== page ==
INDIANAPOLIS — The company that manages Hoosier Lottery marketing and operations likely will meet its minimum income requirement this year and not have to pay the state a third consecutive annual shortfall penalty.
IGT Indiana, formerly known as GTECH Indiana, is on pace to sell $1.19 billion in lottery tickets — an all-time Hoosier Lottery record — during the 2016 budget year that ends June 30.
That translates to an estimated $280.7 million in provider net income, which is more than the $270 million penalty-triggering minimum but not enough to hit the $290 million target for incentive pay, according to financial results presented Tuesday to the State Lottery Commission.
Colin Hadden, IGT Indiana general manager, said he was happy with the expected 17.2 percent net income growth compared to 2015.
He said the massive $1.6 billion Powerball prize won in January was responsible for some of it. But Hadden also credited IGT Indiana marketing for stronger than expected scratch-off ticket sales and the popularity of new draw games.
"We are very pleased with the performance in '16," Hadden said. "We're going into '17 with some good momentum."
The five-member state commission that oversees the Hoosier Lottery unanimously approved IGT Indiana's 2017 business plan Tuesday.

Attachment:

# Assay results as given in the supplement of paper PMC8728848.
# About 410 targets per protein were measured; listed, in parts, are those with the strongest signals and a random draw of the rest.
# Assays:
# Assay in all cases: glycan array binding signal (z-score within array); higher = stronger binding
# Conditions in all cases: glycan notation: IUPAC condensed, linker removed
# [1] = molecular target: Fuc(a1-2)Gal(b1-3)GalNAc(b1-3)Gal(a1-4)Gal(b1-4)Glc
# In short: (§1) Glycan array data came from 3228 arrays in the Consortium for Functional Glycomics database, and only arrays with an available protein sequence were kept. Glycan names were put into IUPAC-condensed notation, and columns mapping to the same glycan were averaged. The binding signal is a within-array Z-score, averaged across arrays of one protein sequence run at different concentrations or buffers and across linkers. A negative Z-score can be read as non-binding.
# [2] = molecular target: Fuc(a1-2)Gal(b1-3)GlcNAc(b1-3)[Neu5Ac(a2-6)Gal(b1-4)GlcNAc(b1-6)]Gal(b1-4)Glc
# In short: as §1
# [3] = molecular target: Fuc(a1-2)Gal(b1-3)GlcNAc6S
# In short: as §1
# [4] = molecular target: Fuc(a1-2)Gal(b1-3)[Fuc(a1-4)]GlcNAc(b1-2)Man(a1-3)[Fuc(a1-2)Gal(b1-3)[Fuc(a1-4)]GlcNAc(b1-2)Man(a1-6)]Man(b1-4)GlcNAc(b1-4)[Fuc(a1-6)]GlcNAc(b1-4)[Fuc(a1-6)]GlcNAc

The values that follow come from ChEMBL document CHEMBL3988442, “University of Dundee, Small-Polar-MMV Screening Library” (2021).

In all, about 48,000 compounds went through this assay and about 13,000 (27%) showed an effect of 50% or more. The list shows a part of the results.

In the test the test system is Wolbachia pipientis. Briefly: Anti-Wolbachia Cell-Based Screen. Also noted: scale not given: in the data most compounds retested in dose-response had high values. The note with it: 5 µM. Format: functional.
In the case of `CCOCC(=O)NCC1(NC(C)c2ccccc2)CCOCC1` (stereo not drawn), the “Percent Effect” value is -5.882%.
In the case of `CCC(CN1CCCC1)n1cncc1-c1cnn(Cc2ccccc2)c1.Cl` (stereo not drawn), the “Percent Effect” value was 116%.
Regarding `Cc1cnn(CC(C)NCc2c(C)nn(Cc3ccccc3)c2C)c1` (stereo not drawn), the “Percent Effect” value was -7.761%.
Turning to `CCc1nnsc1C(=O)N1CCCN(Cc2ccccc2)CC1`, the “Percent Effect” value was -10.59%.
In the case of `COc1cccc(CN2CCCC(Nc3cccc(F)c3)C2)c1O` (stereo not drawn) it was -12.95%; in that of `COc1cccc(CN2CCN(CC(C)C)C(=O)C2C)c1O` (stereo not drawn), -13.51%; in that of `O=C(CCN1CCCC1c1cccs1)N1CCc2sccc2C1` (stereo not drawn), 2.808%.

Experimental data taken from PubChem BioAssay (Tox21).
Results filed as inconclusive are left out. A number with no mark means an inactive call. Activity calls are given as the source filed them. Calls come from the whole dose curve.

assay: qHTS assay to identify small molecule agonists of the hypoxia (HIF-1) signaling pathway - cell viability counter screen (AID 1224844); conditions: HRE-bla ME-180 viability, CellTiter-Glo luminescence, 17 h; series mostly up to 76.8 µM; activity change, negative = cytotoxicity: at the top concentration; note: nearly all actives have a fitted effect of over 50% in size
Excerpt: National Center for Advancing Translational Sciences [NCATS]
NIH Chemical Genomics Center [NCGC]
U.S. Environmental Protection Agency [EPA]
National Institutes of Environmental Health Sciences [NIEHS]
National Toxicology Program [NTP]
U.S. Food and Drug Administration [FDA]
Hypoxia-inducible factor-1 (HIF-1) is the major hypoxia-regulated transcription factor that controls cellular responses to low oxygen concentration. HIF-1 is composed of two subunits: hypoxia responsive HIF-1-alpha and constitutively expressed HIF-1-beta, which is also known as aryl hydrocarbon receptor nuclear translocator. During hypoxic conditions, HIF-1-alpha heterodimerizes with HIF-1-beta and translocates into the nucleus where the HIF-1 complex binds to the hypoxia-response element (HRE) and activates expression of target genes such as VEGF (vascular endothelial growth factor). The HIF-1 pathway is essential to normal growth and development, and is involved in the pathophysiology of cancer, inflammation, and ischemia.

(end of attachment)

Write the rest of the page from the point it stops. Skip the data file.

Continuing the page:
It calls for 3.9 percent net income growth over 2016 by focusing on responsibly expanding sales of existing lottery products and introducing this summer a new $2 "Cash 4 Life" twice-a-week draw game that will pay winners $1,000 a day for the rest of their lives.
IGT Indiana must earn at least $290 million for the state during the 12-month period starting July 1 to avoid a penalty equal to any shortfall.
Income above $295 million will be split between the state and IGT Indiana, which also is paid approximately $13 million a year as a management fee.
William Zielke, the lottery commission chairman, said he believes IGT Indiana has a "good, solid, rational plan" to meet its 2017 target that's based on concepts proven over the past three years and not just hope and optimism.
Hoosier Lottery marketing and operations were privatized in 2013. IGT Indiana missed both its 2014 and 2015 minimum income targets.
The deal was rewritten 11 months ago by IGT Indiana and the State Lottery Commission to set more achievable goals.
Without the change, IGT Indiana would have fallen far short of this year's original $365 million minimum net income requirement.